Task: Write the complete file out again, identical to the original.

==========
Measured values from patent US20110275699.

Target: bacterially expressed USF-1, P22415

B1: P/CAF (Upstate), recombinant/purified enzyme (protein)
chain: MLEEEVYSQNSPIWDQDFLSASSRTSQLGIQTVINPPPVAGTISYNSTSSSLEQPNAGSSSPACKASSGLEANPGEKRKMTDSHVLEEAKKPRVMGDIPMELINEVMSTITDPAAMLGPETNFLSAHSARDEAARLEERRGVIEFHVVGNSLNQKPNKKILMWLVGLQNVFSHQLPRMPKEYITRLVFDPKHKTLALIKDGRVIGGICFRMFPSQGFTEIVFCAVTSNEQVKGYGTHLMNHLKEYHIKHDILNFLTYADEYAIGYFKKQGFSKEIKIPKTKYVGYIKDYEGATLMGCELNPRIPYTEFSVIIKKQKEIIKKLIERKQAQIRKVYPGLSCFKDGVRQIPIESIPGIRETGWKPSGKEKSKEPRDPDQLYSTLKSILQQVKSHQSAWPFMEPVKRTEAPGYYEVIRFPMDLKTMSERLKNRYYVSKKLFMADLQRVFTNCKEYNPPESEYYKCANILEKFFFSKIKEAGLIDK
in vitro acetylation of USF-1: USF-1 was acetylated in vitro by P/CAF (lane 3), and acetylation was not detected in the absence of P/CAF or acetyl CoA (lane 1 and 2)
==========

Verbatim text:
Measured values from patent US20110275699.

Target: bacterially expressed USF-1, P22415

B1: P/CAF (Upstate), recombinant/purified enzyme (protein)
chain: MLEEEVYSQNSPIWDQDFLSASSRTSQLGIQTVINPPPVAGTISYNSTSSSLEQPNAGSSSPACKASSGLEANPGEKRKMTDSHVLEEAKKPRVMGDIPMELINEVMSTITDPAAMLGPETNFLSAHSARDEAARLEERRGVIEFHVVGNSLNQKPNKKILMWLVGLQNVFSHQLPRMPKEYITRLVFDPKHKTLALIKDGRVIGGICFRMFPSQGFTEIVFCAVTSNEQVKGYGTHLMNHLKEYHIKHDILNFLTYADEYAIGYFKKQGFSKEIKIPKTKYVGYIKDYEGATLMGCELNPRIPYTEFSVIIKKQKEIIKKLIERKQAQIRKVYPGLSCFKDGVRQIPIESIPGIRETGWKPSGKEKSKEPRDPDQLYSTLKSILQQVKSHQSAWPFMEPVKRTEAPGYYEVIRFPMDLKTMSERLKNRYYVSKKLFMADLQRVFTNCKEYNPPESEYYKCANILEKFFFSKIKEAGLIDK
in vitro acetylation of USF-1: USF-1 was acetylated in vitro by P/CAF (lane 3), and acetylation was not detected in the absence of P/CAF or acetyl CoA (lane 1 and 2)